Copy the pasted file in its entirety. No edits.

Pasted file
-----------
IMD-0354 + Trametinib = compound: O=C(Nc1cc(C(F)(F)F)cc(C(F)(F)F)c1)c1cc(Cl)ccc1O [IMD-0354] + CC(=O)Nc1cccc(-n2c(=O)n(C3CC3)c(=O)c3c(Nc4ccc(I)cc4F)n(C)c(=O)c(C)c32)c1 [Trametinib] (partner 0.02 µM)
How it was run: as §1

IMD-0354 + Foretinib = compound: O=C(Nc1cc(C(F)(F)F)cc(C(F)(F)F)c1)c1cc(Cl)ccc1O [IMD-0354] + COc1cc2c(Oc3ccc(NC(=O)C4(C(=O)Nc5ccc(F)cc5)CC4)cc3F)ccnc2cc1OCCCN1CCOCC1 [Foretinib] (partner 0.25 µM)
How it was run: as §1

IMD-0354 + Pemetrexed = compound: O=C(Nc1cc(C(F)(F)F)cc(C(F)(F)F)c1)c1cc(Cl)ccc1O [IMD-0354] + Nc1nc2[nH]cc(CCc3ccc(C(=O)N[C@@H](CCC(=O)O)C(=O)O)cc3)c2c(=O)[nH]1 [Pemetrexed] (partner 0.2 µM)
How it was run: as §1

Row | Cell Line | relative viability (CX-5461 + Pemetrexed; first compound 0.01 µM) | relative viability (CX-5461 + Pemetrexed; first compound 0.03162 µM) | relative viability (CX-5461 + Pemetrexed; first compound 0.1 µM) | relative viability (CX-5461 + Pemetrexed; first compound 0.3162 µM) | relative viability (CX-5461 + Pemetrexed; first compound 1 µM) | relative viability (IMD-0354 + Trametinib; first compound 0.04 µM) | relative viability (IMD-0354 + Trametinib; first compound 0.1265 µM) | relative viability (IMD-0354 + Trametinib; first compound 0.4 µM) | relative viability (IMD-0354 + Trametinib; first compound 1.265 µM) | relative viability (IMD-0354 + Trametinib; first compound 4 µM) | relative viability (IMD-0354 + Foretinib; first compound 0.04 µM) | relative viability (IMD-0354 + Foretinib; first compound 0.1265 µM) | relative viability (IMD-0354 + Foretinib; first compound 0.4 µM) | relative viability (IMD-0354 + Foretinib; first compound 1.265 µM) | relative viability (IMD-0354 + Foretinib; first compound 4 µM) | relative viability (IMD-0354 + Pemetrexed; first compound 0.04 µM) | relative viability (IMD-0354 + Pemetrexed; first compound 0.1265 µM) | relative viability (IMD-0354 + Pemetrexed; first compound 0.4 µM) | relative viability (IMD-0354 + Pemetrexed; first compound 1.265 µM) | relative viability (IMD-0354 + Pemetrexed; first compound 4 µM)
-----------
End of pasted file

IMD-0354 + Trametinib = compound: O=C(Nc1cc(C(F)(F)F)cc(C(F)(F)F)c1)c1cc(Cl)ccc1O [IMD-0354] + CC(=O)Nc1cccc(-n2c(=O)n(C3CC3)c(=O)c3c(Nc4ccc(I)cc4F)n(C)c(=O)c(C)c32)c1 [Trametinib] (partner 0.02 µM)
How it was run: as §1

IMD-0354 + Foretinib = compound: O=C(Nc1cc(C(F)(F)F)cc(C(F)(F)F)c1)c1cc(Cl)ccc1O [IMD-0354] + COc1cc2c(Oc3ccc(NC(=O)C4(C(=O)Nc5ccc(F)cc5)CC4)cc3F)ccnc2cc1OCCCN1CCOCC1 [Foretinib] (partner 0.25 µM)
How it was run: as §1

IMD-0354 + Pemetrexed = compound: O=C(Nc1cc(C(F)(F)F)cc(C(F)(F)F)c1)c1cc(Cl)ccc1O [IMD-0354] + Nc1nc2[nH]cc(CCc3ccc(C(=O)N[C@@H](CCC(=O)O)C(=O)O)cc3)c2c(=O)[nH]1 [Pemetrexed] (partner 0.2 µM)
How it was run: as §1

Row | Cell Line | relative viability (CX-5461 + Pemetrexed; first compound 0.01 µM) | relative viability (CX-5461 + Pemetrexed; first compound 0.03162 µM) | relative viability (CX-5461 + Pemetrexed; first compound 0.1 µM) | relative viability (CX-5461 + Pemetrexed; first compound 0.3162 µM) | relative viability (CX-5461 + Pemetrexed; first compound 1 µM) | relative viability (IMD-0354 + Trametinib; first compound 0.04 µM) | relative viability (IMD-0354 + Trametinib; first compound 0.1265 µM) | relative viability (IMD-0354 + Trametinib; first compound 0.4 µM) | relative viability (IMD-0354 + Trametinib; first compound 1.265 µM) | relative viability (IMD-0354 + Trametinib; first compound 4 µM) | relative viability (IMD-0354 + Foretinib; first compound 0.04 µM) | relative viability (IMD-0354 + Foretinib; first compound 0.1265 µM) | relative viability (IMD-0354 + Foretinib; first compound 0.4 µM) | relative viability (IMD-0354 + Foretinib; first compound 1.265 µM) | relative viability (IMD-0354 + Foretinib; first compound 4 µM) | relative viability (IMD-0354 + Pemetrexed; first compound 0.04 µM) | relative viability (IMD-0354 + Pemetrexed; first compound 0.1265 µM) | relative viability (IMD-0354 + Pemetrexed; first compound 0.4 µM) | relative viability (IMD-0354 + Pemetrexed; first compound 1.265 µM) | relative viability (IMD-0354 + Pemetrexed; first compound 4 µM)